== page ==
The Sea Turtle Preservation Society has developed a new volunteer program that will be administered through the Marine Turtle Permit for Sea Turtle Strandings. This program, the Sea Turtle Emergency Response Program, has been developed to provide better beach coverage to search for and rescue post-hatchling sea turtles that have washed back ashore after a large storm event. The purpose of this program is to increase the number of post hatchling sea turtles that are rescued, rehabilitated and eventually released back into the ocean.
Once sea turtle hatchlings emerge from their nest on the beach, they enter the ocean and swim approximately 20 miles to the large layer of sea weed that circulates offshore. This is called the Sargasso Sea. This is basically a sea turtle nursery in that It provides nutrient and protection from predators until the young sea turtles reach a size where they can safely venture out into the open ocean.
After large storm events, these small sea turtles can be washed back onto shore with large amounts of sea weed, called the wrack line. These “washback” sea turtles are exhausted, dehydrated and in need of medical attention. If accidentally placed back into the ocean, they no longer have the energy to swim the 20 miles back to safety.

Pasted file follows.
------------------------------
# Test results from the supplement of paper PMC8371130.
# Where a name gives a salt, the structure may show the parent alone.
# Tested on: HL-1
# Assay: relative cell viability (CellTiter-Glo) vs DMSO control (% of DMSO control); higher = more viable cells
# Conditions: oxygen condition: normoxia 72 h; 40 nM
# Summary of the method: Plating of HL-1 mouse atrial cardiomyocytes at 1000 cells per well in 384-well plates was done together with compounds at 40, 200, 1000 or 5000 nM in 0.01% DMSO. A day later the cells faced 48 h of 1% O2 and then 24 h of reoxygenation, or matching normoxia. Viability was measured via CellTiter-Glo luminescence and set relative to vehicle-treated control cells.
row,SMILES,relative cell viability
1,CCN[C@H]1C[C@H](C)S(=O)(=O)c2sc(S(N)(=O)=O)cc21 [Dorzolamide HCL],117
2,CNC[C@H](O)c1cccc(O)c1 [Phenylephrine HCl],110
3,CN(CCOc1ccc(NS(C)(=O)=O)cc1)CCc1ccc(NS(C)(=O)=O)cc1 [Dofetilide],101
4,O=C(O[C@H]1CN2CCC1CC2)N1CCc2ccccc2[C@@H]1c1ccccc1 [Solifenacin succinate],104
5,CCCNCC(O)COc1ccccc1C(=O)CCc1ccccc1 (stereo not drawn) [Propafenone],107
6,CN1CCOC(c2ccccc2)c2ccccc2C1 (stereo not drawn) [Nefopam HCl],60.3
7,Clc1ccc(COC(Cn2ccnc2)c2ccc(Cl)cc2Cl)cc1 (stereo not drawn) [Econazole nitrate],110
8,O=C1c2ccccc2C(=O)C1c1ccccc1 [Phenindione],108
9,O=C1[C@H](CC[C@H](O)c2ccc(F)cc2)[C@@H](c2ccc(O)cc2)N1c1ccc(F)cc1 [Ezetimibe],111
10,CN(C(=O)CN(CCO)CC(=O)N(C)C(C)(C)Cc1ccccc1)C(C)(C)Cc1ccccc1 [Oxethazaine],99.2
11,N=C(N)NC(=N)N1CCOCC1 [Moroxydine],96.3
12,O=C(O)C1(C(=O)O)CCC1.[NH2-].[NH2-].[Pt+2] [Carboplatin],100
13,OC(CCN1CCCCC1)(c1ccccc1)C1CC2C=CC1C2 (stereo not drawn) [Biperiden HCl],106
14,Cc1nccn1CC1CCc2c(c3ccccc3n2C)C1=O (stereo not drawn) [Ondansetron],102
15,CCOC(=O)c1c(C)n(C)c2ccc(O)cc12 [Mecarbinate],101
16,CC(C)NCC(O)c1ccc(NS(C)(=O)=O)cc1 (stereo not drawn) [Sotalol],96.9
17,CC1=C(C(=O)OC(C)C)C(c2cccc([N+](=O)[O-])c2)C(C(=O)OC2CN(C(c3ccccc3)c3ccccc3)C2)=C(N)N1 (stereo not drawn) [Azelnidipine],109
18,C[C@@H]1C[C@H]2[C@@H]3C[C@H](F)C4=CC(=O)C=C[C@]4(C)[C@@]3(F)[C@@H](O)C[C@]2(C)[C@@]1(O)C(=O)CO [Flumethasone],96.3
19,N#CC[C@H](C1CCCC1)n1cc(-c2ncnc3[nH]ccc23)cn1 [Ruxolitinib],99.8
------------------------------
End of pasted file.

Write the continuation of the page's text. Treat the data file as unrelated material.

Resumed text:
Volunteers are needed to survey the wrack line, search for washback post-hatchlings and transport them to a safe holding area.
The Sea Turtle Preservation Society Welcomes You To Join in Protecting and Preserving These Protected Animals
The Sea Turtle Preservation Society (STPS) is a not-for-profit organization. STPS relies on the donations from the public, its membership, and the efforts of its dedicated volunteers. Our active volunteers are permitted by the Florida Fish and Wildlife Conservation Commission, Bureau of Imperiled Species, and U.S. Fish and Wildlife Service to work with endangered and threatened sea turtles. STPS is not, however, and enforcement agency.
The purpose of our organization is to educate the public about marine turtles. STPS reaches thousands of people each year through public presentations, exhibits at area events, and by our turtle watches during the sea turtle nesting season.
The society’s goal is to help maintain the current sea turtle population and to prevent a potentially irreversible decline in that population.